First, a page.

Beefy Boxes and Bandwidth Generously Provided by pair Networks
Keep It Simple, Stupid

Error ... at (eval 75) line 7974.

by syphilis (Chancellor)
on Apr 13, 2009 at 09:36 UTC ( #757187=perlquestion: print w/replies, xml ) Need Help??
syphilis has asked for the wisdom of the Perl Monks concerning the following question:

The actual error message is:
Can't use an undefined value as an ARRAY reference at (eval 75) line 7 +974.
I know what it means, but I've never got my head around working out how to determine the precise line of code that's producing the error (when messages of this type are thrown up).
Any advice on how to track down the line of code that's generating the error would be appreciated.

That's the only output I'm getting when running this particular script - it's a test script for a module that I'm developing.


Replies are listed 'Best First'.
Re: Error ... at (eval 75) line 7974.
by ELISHEVA (Prior) on Apr 13, 2009 at 10:54 UTC
    The main problem is finding the particular call to the string eval that is causing the problem. What I do for these situations is:
    • use grep (or your code editors search facility) to find all of the calls to eval
    • insert print STDERR "before eval: <$sEval>\n" Although in this case you might want to print out only a substring rather than the whole string for evaluation.
    • If you don't mind a being a bit wordier, instead of the above, you can insert the following instead print STDERR "before eval \@ line " . __LINE__ . " of file " . __FILE__ . ": <$sEval>\n"
    • insert print STDERR "after eval\n"; after each eval.
    • Watch what happens

    That should at least help you isolate the particular eval that is causing the problem. However, your real issue is a 7000 line file being eval'd at once. Once you know what string is being eval'd, I would recommend that you put the code in a file and test it running as a normally compiled script.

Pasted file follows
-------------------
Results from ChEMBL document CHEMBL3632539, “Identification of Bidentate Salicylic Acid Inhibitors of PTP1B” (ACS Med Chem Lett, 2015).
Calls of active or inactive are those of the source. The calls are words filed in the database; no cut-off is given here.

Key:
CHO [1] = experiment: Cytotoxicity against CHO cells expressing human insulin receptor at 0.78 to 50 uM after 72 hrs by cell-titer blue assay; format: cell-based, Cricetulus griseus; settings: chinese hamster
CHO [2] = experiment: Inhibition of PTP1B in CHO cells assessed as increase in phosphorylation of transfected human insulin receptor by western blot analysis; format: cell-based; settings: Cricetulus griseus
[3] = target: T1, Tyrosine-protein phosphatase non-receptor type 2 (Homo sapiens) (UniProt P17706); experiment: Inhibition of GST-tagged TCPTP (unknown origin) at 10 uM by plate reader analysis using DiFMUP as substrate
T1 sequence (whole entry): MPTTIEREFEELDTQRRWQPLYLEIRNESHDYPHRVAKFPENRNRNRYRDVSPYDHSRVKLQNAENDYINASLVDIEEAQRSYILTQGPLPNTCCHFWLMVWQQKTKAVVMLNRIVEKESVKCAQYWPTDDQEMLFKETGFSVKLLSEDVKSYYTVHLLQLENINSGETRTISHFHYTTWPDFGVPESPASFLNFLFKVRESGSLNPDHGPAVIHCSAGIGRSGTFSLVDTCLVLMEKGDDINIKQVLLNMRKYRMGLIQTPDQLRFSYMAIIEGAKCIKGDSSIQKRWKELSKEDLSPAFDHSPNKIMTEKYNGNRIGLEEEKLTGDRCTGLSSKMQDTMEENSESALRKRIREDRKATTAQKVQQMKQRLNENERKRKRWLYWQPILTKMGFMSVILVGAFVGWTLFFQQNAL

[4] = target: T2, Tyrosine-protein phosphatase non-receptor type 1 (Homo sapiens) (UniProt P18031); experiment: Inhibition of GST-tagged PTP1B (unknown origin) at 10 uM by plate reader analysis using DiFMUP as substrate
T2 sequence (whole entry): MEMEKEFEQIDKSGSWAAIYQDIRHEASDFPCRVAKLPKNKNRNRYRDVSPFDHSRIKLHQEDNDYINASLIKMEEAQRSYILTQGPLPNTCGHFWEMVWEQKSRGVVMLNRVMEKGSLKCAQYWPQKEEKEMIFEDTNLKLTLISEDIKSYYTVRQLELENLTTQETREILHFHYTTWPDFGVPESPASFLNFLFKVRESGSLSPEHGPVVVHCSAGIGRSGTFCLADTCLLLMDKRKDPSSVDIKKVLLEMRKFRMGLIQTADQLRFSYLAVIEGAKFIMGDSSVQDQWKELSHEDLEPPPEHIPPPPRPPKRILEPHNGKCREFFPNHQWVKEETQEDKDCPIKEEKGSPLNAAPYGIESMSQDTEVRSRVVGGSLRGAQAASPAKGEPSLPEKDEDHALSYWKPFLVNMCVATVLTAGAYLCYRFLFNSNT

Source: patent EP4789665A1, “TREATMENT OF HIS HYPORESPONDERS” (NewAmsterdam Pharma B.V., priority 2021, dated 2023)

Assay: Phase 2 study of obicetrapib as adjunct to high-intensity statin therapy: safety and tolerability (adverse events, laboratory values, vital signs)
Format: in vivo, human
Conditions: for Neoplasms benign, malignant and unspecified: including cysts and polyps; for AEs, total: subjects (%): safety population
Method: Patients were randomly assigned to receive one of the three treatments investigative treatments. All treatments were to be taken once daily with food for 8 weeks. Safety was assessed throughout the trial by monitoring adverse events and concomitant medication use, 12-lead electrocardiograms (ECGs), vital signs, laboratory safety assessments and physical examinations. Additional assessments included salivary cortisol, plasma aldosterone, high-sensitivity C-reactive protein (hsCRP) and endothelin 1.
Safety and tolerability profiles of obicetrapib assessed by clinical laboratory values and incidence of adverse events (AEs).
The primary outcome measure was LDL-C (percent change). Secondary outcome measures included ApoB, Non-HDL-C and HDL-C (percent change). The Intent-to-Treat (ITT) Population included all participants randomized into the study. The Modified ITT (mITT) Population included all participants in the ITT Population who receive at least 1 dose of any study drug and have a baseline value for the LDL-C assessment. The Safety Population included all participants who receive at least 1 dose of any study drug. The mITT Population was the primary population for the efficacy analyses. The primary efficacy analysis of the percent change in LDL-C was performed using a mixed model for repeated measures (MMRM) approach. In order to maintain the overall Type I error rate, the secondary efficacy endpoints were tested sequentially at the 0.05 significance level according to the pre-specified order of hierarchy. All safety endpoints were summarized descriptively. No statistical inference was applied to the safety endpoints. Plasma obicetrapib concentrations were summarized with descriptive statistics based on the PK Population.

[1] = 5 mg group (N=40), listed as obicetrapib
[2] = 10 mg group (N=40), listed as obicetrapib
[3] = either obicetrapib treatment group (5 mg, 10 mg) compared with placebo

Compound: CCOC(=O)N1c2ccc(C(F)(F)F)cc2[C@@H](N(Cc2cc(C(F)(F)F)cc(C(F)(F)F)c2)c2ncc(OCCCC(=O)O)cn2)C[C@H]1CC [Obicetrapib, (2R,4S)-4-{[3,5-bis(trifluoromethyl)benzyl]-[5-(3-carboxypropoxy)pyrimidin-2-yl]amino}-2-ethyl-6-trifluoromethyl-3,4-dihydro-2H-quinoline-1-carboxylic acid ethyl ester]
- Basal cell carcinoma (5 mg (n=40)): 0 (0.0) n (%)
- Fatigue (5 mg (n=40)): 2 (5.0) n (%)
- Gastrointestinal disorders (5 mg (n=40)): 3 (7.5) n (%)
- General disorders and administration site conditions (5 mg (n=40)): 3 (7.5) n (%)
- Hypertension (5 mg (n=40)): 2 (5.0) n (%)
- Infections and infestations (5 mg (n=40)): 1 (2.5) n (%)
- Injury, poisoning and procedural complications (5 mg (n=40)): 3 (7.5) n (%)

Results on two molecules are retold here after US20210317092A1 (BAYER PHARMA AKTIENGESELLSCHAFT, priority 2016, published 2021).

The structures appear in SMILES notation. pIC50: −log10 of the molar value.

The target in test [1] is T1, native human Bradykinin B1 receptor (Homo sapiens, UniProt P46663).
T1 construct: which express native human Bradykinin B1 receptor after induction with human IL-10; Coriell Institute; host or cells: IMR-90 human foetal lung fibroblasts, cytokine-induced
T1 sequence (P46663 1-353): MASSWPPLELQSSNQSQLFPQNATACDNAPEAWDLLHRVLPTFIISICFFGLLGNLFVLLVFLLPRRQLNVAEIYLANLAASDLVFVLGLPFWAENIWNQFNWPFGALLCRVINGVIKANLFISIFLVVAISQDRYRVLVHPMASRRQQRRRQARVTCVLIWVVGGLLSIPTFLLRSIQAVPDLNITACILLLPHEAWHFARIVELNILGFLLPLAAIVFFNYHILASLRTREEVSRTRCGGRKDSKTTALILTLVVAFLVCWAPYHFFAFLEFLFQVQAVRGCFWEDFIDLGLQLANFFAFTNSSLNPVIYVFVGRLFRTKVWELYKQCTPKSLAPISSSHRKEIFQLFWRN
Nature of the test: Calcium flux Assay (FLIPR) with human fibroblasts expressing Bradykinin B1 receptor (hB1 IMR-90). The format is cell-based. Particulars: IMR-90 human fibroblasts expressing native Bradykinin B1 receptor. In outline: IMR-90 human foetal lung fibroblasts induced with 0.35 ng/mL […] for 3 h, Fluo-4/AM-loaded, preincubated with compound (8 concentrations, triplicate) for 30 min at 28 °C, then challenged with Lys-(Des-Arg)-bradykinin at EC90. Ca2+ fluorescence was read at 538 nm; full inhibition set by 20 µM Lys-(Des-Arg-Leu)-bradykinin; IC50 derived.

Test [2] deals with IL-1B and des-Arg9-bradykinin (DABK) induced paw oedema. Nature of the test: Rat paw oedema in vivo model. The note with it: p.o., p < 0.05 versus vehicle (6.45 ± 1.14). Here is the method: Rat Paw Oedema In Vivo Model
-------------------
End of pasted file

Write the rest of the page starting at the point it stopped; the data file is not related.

7000+ lines is awfully long for any script or module, even a test script. I usually try to keep them under 1000 lines and no more than 3000 in really unusual circumstances. You might want to think about how you can trim that down by

    • moving repetitive code into subroutines
    • data into support files
    • splitting up the code into separate more focused modules (i.e. test framework modules)

    Best, beth

      The main problem is finding the particular call to the string eval that is causing the problem

      If you run the script under the debugger (perl -d), it'll give the location of the relevant eval in the error message; locating the offending dereference is then just a matter of arithmetic.

      It feels like there should be an even more convenient way to do this -- some combination of command-line options that would produce the more informative error message without going through the interactive debugger -- but I personally don't know of one.

        It feels like there should be an even more convenient way to do this

        Too bloody right it does ... so far it seems that "at (eval 75) line 7974" is, in effect, just another way of saying "somewhere or other".

        There is no string eval in the script itself, or in the modules it directly loads - though there could be a string eval in one of the modules that ultimately gets loaded. (I'm looking at you, Parse::RecDescent.)

        I have established that the problem goes away if I replace Parse-RecDescent-1.96.0 with Parse-RecDescent-1.94. I get the feeling that it's just a matter of explicitly assigning [] to a hashref key if that key is undef ... in which case it's just a matter of working out which key it is. Maybe it's time to try a time a dump of the hash reference.

        Btw, I don't doubt that my problem would be made simpler if I was debugger-savvy, or Carp-savvy (as bloodnok and Anonymous Monk suggested).

        I did have a bit of a play with Carp, but only got a heap of Parse::RecDescent messages that didn't mean much.

Re: Error ... at (eval 75) line 7974.
by Fletch (Chancellor) on Apr 13, 2009 at 13:42 UTC

    You might try explicitly setting a more meaningful line number and name via the #line directive (similar to what many incarnations of cpp grok):

    my $line = 99; for my $n ( qw/foo bar baz/ ) { my $code = <<"EOT"; #line $line "$n" die "aieee!" EOT eval $code; if( $@ ) { print "Died: $@\n"; } } __END__ Died: aieee! at foo line 99. Died: aieee! at bar line 99. Died: aieee! at baz line 99.

    See Plain Old Comments (Not!) in perlsyn for more details.

    The cake is a lie.
    The cake is a lie.
    The cake is a lie.

      You might try explicitly setting a more meaningful line number